The second verse they fail to properly expound is verse 25: “Husbands love your wives, as Christ loved the church and gave himself up for her.” They quote this and talk about the husband’s loving leadership, but not about what it means to love like the Jesus who laid his life down. The Driscolls and I can disagree on egalitarian/complementarian concerns, but they need to trumpet the mutuality and shared submission more than they do here.

    The Ugly

Finally, there is the ugly side of this book. The Driscoll’s spend a great deal of their section on sex, talking about sexual responsibility and what can couples do sexually. They give the green light to just about everything from anal sex, cyber-sex, mutual masturbation, roleplaying, etc. Pretty much their modus operandi is if the Bible doesn’t forbid it, and it doesn’t involve anyone else but husband and wife, go for it (yes, they also ask if it is helpful or enslaving). They did not, here say women or men had to perform certain sexual acts they feel uncomfortable with, but they do imply that within the context of marriage, you should be open to experimentation.

While I agree that sexuality is a gift to be celebrated within the context of marriage, and there is some freedom in how it can be expressed, I think the level of detail here is unnecessary and unhelpful. What you can do sexually in marriage is the wrong question if you ask me. I like the title of one of Marva Dawn’s books, Sexual Character: Beyond Technique to Intimacy. I think the Driscoll’s fetish with what you can or can’t do sexually emphasizes technique, sometimes at the expense of intimacy. Healthy Christian sexuality is about mutually sharing, more than about experimentation.


The Holy Spirit in the Protestant Tradition: Book Review of The Spirit Unfettered

After reviewing Breath of Life: God as Spirit in Judaism, Paraclete Press graciously allowed me to review other books in their Holy Spirit series (You can read my original review of Breath of Life here). For my second review from the series, I read a book reflecting on protestant views of the Holy Spirit. As a Protestant, this is where I live, so some of it was familiar terrain. Yet I appreciated Edmund Rybarcyzk’s guidance in exploring the history of Protestant thought on the Spirit.

Rybarczyk, an ordained Assemblies of God minister, Associate Professor of historic and Systematic Theology at Vanguard University and former managing editor of Pneuma: The Society for Pentecostal Studies, presents here a broad overview of protestant understanding of the Holy Spirit by profiling different protestant theologians. With the exception of chapter two (which focuses on the 16th Century Anabaptists), each of the chapters profiles different protestant theologians and examines their contribution to our understanding of the Holy Spirit. The chapters are as follows:

1. Martin Luther
2. The Sixteenth Century Anabaptists
3. John Wesley
4. Friedrich Schleiermacher
5. Abraham Kuyper
6. Karl Barth
7. J. Rodman Williams
8. Jurgen Moltmann
9. Wolfhart Pannenberg
10. Clark Pinnock
11. Michael Welker

This list, though not exhaustive or comprehensive does hit many key theologians who reflected on the reality of the Spirit. Personally my list would have also included Calvin (whose understanding of the sacraments was that the Spirit mediated the presence of Christ in the ecclesia), Pietists and some Anglican theologians, and Miroslav Volf, but as a whole, Rybarczyk’s group has a nice balance between Lutherans, Reformed and free church theologians and so provides a nice balance overall.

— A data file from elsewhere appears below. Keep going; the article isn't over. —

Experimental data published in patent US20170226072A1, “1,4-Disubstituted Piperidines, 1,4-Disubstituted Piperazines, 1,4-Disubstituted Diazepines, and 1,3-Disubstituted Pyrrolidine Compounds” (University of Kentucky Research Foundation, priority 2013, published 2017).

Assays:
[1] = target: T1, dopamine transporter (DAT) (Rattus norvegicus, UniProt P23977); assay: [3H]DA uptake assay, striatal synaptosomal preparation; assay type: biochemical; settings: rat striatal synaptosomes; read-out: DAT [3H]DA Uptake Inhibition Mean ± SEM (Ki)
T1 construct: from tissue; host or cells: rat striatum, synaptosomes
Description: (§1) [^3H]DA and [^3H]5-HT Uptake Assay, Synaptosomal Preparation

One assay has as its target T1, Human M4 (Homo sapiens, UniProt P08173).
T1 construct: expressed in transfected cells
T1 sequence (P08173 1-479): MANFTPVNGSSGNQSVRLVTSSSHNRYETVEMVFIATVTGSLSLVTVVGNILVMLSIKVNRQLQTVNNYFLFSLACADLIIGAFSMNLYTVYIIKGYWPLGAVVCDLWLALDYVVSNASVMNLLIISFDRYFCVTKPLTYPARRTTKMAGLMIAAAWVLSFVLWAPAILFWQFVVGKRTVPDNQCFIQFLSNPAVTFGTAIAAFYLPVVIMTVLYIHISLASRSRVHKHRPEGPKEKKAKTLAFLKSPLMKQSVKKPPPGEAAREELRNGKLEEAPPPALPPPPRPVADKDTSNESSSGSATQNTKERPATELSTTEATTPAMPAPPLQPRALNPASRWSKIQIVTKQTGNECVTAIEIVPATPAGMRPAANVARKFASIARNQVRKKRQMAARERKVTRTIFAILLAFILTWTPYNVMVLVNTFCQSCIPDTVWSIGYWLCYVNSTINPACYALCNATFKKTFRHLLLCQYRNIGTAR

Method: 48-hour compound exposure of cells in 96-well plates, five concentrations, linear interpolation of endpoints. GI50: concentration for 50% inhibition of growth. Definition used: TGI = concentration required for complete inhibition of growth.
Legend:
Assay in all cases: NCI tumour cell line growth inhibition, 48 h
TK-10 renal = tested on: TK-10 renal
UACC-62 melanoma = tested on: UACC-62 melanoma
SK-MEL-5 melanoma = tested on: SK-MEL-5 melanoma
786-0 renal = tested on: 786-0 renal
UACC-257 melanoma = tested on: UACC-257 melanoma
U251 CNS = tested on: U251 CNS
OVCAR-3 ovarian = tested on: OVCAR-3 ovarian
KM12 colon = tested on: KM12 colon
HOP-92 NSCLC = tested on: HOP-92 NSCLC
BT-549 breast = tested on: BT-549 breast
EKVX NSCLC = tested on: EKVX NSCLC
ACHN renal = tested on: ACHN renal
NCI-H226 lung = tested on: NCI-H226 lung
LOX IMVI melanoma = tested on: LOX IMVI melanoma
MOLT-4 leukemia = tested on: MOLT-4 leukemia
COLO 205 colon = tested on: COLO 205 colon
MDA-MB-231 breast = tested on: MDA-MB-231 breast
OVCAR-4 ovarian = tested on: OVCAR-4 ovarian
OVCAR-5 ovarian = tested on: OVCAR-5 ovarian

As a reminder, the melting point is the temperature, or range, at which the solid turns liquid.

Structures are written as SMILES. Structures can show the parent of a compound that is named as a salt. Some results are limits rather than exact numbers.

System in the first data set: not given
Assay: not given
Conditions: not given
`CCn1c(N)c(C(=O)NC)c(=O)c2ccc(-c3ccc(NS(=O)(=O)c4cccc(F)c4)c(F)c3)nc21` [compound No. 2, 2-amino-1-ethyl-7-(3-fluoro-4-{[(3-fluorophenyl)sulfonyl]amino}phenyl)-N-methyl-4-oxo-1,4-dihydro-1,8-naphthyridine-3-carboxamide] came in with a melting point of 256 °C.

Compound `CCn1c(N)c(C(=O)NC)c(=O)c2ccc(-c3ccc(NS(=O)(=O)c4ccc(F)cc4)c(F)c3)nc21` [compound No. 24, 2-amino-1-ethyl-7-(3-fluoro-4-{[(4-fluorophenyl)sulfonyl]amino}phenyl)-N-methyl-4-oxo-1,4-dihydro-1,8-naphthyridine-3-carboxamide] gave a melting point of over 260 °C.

Rybarczyk’s outline traces the history of Protestant pneumatology. In the first half of the book (Luther to Barth) traces the story from Luther’s musing on the nature of salvation, protestant accounting for subjective ‘spiritual’ experience, and reflection on God’s personhood and sovereignity. The second half of the book shows how in the late 20th Century, Pneumatology explored different avenues and directions.

The Story Rybarczyk tells begins with Luther’s musings on the nature of salvation and sanctification and the Spirit’s role. The Anabaptists, Wesley and Schleiermacher each, though in significantly different ways, talked about how the Spirit mediated the felt, subjective experience of the faith (i.e. Spirit guiding believers, sanctifying us, and ‘God-consciousness). Kuyper responded to this subjectivity by emphasizing the cosmic scope of the Spirit’s work in transforming culture for the common good. He also emphasized the historicity and objective elements of the Christian faith and argued that the Spirit made these ‘subjectively alive.’ Barth in turn, also reacted against the subjectivity of Schleiermacher by approaching theology from above, focusing on God and Trinity and God’s sovereignty in salvation. According to Barth, believers share in God’s story by being baptized by the Spirit into Jesus’s identity and story, His community and his mission.

In the late 20th Century saw the maturation of pentecostal and Charismatic scholarship as exemplified by the Reformed Charismatic theologian J. Rodman Williams who explored the experiential dimension of life in the Spirit. Moltmann further probes the cosmic and contextual understandings of the Spirit’s work in this world. Pannenberg’s approach upholds the Spirit’s creative work his approach is more rationalistic and far less subjective than any of the other theologians in this study and he cautions an over emphasis on the Spirit to the exclusion of Jesus (both are central). Pinnock’s approach blurs categories and draws an expansive vision of the Spirit’s work in creation and redemption. Welker doesn’t restrict his reflection on the Spirit to Biblical revelation (as would Barth) or theological literature, but seeks to discern the Spirit’s presence with science and philosophy. Moltmann, Pannenberg, Pinnock and Welker are all ecumenical and expansive in their exploration of the Spirit.